I almost didn’t recognize myself.
I came across this photo from at least ten years ago as I was migrating my old book site from its now-inaccessible home to one on Blogger. It was the photo that Publisher’s Weekly had found somewhere — Flickr, perhaps — and used when they announced the sale of Schuyler’s Monster to St. Martin’s Press. I wasn’t expecting it; I opened the issue that PW was kind enough to send me, and there I was, grinning back at me from the pages of a real publication, talking about my book as if it actually existed somewhere beyond three or four chapters and a word puddle inside my head. It was thrilling and terrifying to behold. None of that shows on the face of younger me, taken during a break by another photographer at an event I was shooting. That guy looked like he didn’t have a care in the world. Which of course was wildly untrue. He was already carrying Schuyler’s newly identified monster on his back, like Yoda, like it already held his fate in its monstrous hands. But you wouldn’t know it from that photo.
As I was going through old interviews and reviews, the narrative that I was reading felt different, too. In the radio and podcast pieces, my voice sounded unlike the me I know now. Maybe it was just because the book was new, Schuyler was young, and everything was unknown and scary but also full of possibilities. Younger me talked about how Schuyler had landed in a school district that understood her needs and would take her through to high school graduation, supporting her AAC all the way. Rob of the past was hopeful that Schuyler might never develop seizures, that she would ultimately prove not to have an intellectual disability, that she would attend classes sitting alongside her neurotypical classmates, that the future was all hers, that assistive technology would provide answers to questions we hadn’t even thought of yet. The future was unknown, but that guy wasn’t afraid to fill the blank spaces with optimism.
I can see now that much of what I believed was due to a simple lack of information. Much about Schuyler’s polymicrogyria had yet to reveal itself. The limitations of her school system would be revealed eventually. Seizures would find her, although thankfully they would slap her around wearing comparatively gentle gloves. Technology would change, both to her benefit but also in ways that would complicate the professional relationships we were forming with both her teachers and her assistive technology providers. There were things I couldn’t know yet.
But in some ways, it’s clear to me now that I was in denial about some very significant things. It should have been clear to me that Schuyler had some level of cognitive impairment, not just a delay that would sort itself out soon enough, but a gap that she might never completely bridge, a monster that would never entirely shrink away. I should have already begun dismantling my fantasy of a society that would accept her in her weirdness and her wonder. I should have seen that her path was going to be very different and more difficult than the kids around her, and later the adults around her, her fellow young adults.
Ten years ago, the future felt far away. Anything was possible. Everything was possible. We would eat the air, promise-crammed. That’s what I see, in that photo.
I’m not sure what to think of who I am now. I’d like to look back at that younger me and say, “Oh my god, what a dumbass. He knew nothing.” But I miss him. I miss being him. He felt fear of the future, but the ticking clock didn’t sound so loudly in his ear. He didn’t have answers, but he had time, and there was no way he wasn’t going to be a warrior from that point on. He’d written (or was in the process of writing) a book about being a confused father stumbling through some mysterious darkened places, but that was over. Schuyler’s monster had been sighted and put on notice.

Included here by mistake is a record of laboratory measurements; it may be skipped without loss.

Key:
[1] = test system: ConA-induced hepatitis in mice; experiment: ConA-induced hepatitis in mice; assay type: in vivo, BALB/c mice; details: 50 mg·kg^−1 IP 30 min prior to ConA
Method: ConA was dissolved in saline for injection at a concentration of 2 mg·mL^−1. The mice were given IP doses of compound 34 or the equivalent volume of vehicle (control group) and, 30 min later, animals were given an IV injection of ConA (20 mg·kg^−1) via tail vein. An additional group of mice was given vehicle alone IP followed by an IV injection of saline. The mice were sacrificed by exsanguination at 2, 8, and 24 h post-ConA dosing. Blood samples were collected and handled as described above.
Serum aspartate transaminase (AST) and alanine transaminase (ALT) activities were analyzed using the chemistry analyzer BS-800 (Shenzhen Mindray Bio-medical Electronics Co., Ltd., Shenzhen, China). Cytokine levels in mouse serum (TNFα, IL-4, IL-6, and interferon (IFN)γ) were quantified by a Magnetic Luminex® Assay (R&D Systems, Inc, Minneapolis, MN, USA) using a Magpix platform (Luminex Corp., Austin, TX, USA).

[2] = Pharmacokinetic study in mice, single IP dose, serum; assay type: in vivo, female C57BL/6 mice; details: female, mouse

I have more information now. I’m not sure I’m any smarter, though. I know more about how the system works for kids like Schuyler, but that mostly means I’m simply more aware of the limitations. I have a better understanding of people, of Schuyler’s classmates and the members of her community and the larger world beyond, but that bigger world has been a little less impressed and captivated by her than I thought it might be. On a bad day, it’s indifferent. But they’re not all or even mostly bad days, and for that, I’m grateful.
If I could talk to that other, younger me, I’d warn him. It’s going to be harder than you think, I’d tell him. The monster is more complicated than you’re expecting. And a lot of that monster will manifest from the outside. People will let Schuyler down; YOU’LL let her down, too. Maybe kind of a lot. That’s going to hurt the most.
But before his big, stupid smile could fade completely, I’d give him one last hint about the future. Balanced against all that, I’d tell him, the biggest surprise you’ll encounter is that this weird, mostly internal little girl you know is going to become the most interesting human being in your world. She’s going to be a little more broken than you might realize now, but she’s also going to be much more tenacious. She’s going to love the world whether or not it loves her back. She’s going to be funny, not just “little kid” funny but actually funny, more than any adult you’re going to know. She’s going to be different, but she’s going to fight to own that difference, and sometimes she’ll win.
Mostly, I would tell young me, she’s going to have a heart like a whale, and she’s going to love with its full capacity. And while you’re going to age a lot and become a curmudgeon with a grey beard who picks fights on Facebook, you will nevertheless occasionally get out of your grouchy head space and realize once again that you are lucky to have such a daughter, luckier than any other human being you know.
In the end, it’ll be okay. It will. You’ll see.
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